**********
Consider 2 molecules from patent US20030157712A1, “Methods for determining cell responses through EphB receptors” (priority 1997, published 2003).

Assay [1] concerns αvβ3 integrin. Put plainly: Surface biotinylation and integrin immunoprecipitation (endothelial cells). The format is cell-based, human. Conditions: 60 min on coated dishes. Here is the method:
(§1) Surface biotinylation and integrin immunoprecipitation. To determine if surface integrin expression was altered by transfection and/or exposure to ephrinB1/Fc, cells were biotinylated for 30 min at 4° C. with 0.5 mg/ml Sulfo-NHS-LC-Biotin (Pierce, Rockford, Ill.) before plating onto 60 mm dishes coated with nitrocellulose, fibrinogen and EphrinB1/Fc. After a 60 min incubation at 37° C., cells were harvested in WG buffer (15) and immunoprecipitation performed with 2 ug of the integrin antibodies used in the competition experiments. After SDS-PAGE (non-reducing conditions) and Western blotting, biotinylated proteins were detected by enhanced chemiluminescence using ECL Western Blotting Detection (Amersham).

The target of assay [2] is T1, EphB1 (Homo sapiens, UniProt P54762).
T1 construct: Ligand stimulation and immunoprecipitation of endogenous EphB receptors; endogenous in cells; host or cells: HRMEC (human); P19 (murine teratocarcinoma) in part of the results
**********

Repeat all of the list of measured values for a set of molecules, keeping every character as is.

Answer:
Consider 2 molecules from patent US20030157712A1, “Methods for determining cell responses through EphB receptors” (priority 1997, published 2003).

Assay [1] concerns αvβ3 integrin. Put plainly: Surface biotinylation and integrin immunoprecipitation (endothelial cells). The format is cell-based, human. Conditions: 60 min on coated dishes. Here is the method:
(§1) Surface biotinylation and integrin immunoprecipitation. To determine if surface integrin expression was altered by transfection and/or exposure to ephrinB1/Fc, cells were biotinylated for 30 min at 4° C. with 0.5 mg/ml Sulfo-NHS-LC-Biotin (Pierce, Rockford, Ill.) before plating onto 60 mm dishes coated with nitrocellulose, fibrinogen and EphrinB1/Fc. After a 60 min incubation at 37° C., cells were harvested in WG buffer (15) and immunoprecipitation performed with 2 ug of the integrin antibodies used in the competition experiments. After SDS-PAGE (non-reducing conditions) and Western blotting, biotinylated proteins were detected by enhanced chemiluminescence using ECL Western Blotting Detection (Amersham).

The target of assay [2] is T1, EphB1 (Homo sapiens, UniProt P54762).
T1 construct: Ligand stimulation and immunoprecipitation of endogenous EphB receptors; endogenous in cells; host or cells: HRMEC (human); P19 (murine teratocarcinoma) in part of the results